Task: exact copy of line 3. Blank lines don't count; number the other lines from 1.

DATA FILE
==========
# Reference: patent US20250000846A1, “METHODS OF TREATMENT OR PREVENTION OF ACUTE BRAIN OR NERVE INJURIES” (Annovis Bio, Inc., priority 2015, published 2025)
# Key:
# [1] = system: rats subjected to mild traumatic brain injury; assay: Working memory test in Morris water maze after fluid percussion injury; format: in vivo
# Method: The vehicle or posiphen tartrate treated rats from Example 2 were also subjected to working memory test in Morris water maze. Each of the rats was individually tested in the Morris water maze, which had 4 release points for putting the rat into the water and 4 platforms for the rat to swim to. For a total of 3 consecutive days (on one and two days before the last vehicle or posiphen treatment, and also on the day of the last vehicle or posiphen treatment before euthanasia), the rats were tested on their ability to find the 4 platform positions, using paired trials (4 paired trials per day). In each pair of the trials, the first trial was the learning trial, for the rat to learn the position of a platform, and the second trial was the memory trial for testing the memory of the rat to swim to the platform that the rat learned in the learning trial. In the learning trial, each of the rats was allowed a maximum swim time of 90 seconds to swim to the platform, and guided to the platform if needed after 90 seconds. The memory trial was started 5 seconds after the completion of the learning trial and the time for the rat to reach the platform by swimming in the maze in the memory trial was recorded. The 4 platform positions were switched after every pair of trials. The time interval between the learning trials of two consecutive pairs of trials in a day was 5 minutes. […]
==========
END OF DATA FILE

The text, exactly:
# [1] = system: rats subjected to mild traumatic brain injury; assay: Working memory test in Morris water maze after fluid percussion injury; format: in vivo